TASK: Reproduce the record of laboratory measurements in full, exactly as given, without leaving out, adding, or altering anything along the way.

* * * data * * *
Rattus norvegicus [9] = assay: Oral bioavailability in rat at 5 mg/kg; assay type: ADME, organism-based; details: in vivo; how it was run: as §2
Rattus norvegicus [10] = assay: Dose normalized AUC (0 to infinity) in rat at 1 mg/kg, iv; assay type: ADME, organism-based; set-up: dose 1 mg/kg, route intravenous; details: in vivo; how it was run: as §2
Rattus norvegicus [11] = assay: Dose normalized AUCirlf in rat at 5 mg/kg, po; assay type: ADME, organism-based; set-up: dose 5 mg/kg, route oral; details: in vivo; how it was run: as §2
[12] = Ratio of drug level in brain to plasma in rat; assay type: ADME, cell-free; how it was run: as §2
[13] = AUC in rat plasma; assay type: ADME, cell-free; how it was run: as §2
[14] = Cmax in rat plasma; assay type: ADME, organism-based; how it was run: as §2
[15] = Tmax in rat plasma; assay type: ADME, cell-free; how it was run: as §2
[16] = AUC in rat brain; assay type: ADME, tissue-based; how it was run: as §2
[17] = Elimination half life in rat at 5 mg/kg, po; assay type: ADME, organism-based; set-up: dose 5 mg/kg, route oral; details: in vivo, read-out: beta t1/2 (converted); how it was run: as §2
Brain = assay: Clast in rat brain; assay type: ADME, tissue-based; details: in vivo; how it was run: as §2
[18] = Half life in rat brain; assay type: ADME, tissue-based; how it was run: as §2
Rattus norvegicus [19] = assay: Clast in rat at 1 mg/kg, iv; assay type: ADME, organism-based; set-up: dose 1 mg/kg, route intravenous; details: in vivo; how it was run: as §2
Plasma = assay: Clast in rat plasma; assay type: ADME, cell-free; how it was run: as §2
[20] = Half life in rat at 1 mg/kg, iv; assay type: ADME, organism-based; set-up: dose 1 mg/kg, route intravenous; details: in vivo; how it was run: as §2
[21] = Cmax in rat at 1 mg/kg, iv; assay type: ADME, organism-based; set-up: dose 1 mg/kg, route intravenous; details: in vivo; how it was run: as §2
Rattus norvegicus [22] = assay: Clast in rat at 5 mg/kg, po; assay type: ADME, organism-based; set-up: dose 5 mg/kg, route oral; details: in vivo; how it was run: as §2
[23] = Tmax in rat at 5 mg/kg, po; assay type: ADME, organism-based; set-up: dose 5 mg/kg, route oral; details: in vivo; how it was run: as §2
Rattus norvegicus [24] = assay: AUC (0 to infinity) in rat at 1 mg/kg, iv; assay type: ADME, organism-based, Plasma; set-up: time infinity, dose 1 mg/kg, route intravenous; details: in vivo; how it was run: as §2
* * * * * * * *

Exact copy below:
Rattus norvegicus [9] = assay: Oral bioavailability in rat at 5 mg/kg; assay type: ADME, organism-based; details: in vivo; how it was run: as §2
Rattus norvegicus [10] = assay: Dose normalized AUC (0 to infinity) in rat at 1 mg/kg, iv; assay type: ADME, organism-based; set-up: dose 1 mg/kg, route intravenous; details: in vivo; how it was run: as §2
Rattus norvegicus [11] = assay: Dose normalized AUCirlf in rat at 5 mg/kg, po; assay type: ADME, organism-based; set-up: dose 5 mg/kg, route oral; details: in vivo; how it was run: as §2
[12] = Ratio of drug level in brain to plasma in rat; assay type: ADME, cell-free; how it was run: as §2
[13] = AUC in rat plasma; assay type: ADME, cell-free; how it was run: as §2
[14] = Cmax in rat plasma; assay type: ADME, organism-based; how it was run: as §2
[15] = Tmax in rat plasma; assay type: ADME, cell-free; how it was run: as §2
[16] = AUC in rat brain; assay type: ADME, tissue-based; how it was run: as §2
[17] = Elimination half life in rat at 5 mg/kg, po; assay type: ADME, organism-based; set-up: dose 5 mg/kg, route oral; details: in vivo, read-out: beta t1/2 (converted); how it was run: as §2
Brain = assay: Clast in rat brain; assay type: ADME, tissue-based; details: in vivo; how it was run: as §2
[18] = Half life in rat brain; assay type: ADME, tissue-based; how it was run: as §2
Rattus norvegicus [19] = assay: Clast in rat at 1 mg/kg, iv; assay type: ADME, organism-based; set-up: dose 1 mg/kg, route intravenous; details: in vivo; how it was run: as §2
Plasma = assay: Clast in rat plasma; assay type: ADME, cell-free; how it was run: as §2
[20] = Half life in rat at 1 mg/kg, iv; assay type: ADME, organism-based; set-up: dose 1 mg/kg, route intravenous; details: in vivo; how it was run: as §2
[21] = Cmax in rat at 1 mg/kg, iv; assay type: ADME, organism-based; set-up: dose 1 mg/kg, route intravenous; details: in vivo; how it was run: as §2
Rattus norvegicus [22] = assay: Clast in rat at 5 mg/kg, po; assay type: ADME, organism-based; set-up: dose 5 mg/kg, route oral; details: in vivo; how it was run: as §2
[23] = Tmax in rat at 5 mg/kg, po; assay type: ADME, organism-based; set-up: dose 5 mg/kg, route oral; details: in vivo; how it was run: as §2
Rattus norvegicus [24] = assay: AUC (0 to infinity) in rat at 1 mg/kg, iv; assay type: ADME, organism-based, Plasma; set-up: time infinity, dose 1 mg/kg, route intravenous; details: in vivo; how it was run: as §2